Any sales manager worth their salt will only forecast a sale once they are satisfied it’s fully qualified. But what does that mean? Just what is ‘qualified’?

At its most basic level we’re taught a few simple acronyms. The first one I was taught was MANT.

MANT –  Money, Authority, Need, Timeframe. Absent anything more comprehensive, I suppose this is better than nothing. But if we rely on this as our forecasting checklist we will still come up short. These four areas are the macro picture; they are the very big qualification buckets. Inside each bucket are myriad more focused qualification criteria that vary by sales step and process stage.

Let’s take an example, Money. When I first started selling, and for years afterwards, I was satisfied with a simple yes to the question “Do they have budget?”. And I lost sales even though the answer was yes, as was the answer to the other three. If we dig deeper in the Money bucket we might create more revealing questions such as:

  • Has our project got a better ROI than our customer’s other investment choices?
  • Even though there is budget, do we meet or exceed our customer’s business case thresholds?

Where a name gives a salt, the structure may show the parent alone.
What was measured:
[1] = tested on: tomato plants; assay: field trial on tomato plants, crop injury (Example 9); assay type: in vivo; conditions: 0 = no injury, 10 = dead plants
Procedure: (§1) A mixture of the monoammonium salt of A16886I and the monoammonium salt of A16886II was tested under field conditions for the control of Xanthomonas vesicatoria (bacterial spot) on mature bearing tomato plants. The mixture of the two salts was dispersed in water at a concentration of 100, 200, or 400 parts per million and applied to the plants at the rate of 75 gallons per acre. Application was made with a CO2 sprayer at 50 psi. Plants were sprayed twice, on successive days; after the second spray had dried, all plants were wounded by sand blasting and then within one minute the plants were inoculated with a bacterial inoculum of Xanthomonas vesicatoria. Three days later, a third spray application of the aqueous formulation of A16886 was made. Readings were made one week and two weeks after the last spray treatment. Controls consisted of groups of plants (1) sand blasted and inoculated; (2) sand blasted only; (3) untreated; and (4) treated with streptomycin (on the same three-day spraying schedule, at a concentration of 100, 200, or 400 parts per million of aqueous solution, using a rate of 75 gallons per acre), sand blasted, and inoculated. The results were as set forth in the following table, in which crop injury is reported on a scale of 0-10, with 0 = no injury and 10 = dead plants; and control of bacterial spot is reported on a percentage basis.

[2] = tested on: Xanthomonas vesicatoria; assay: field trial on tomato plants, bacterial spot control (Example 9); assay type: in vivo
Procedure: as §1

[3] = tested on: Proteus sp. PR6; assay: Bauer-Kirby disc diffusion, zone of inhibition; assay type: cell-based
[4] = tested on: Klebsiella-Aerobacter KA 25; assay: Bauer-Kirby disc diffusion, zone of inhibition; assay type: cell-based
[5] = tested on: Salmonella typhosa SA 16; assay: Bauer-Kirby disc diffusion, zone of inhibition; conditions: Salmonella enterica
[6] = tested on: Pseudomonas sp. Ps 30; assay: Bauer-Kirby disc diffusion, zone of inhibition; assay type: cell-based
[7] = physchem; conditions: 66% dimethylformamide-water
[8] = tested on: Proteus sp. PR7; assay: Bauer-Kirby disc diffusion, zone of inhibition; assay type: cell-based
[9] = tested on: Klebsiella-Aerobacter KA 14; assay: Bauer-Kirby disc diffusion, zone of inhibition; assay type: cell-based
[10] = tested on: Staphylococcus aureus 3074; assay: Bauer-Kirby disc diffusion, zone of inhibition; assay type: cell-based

• They may have budget allocated, but do they have cash-flow to actually spend this month/quarter/year?
  • Will our customer have payment terms that we will find acceptable?
  • Do they pay their bills?
  • Are they a good credit risk?
  • Etc etc etc

The answers to all of these questions needs to be yes for our sale to go through. But how often do we consciously ask them and what are the risks to our sale if we don’t? Indeed, when should we be asking and getting answers?

It soon becomes clear that the simple MANT is not enough. What is needed are more qualification bucket questions for each stage of our sale and a process to review and find weaknesses that we can address.

Some time ago I carried out an exercise to create a series of qualification checklists and found that the four simple MANT questions ballooned to over 300 stage specific questions. Extreme? Maybe. Paranoid? Possibly. Good sales hygiene? Absolutely!

The upshot of this is that whenever I review opportunities for a client, no matter how strong or experienced the sales person or manager, I ALWAYS find risks to a sale and the sales person I coach see enough exposure that they invariably decide to take action to manage the risks.

Only the qualified survive.

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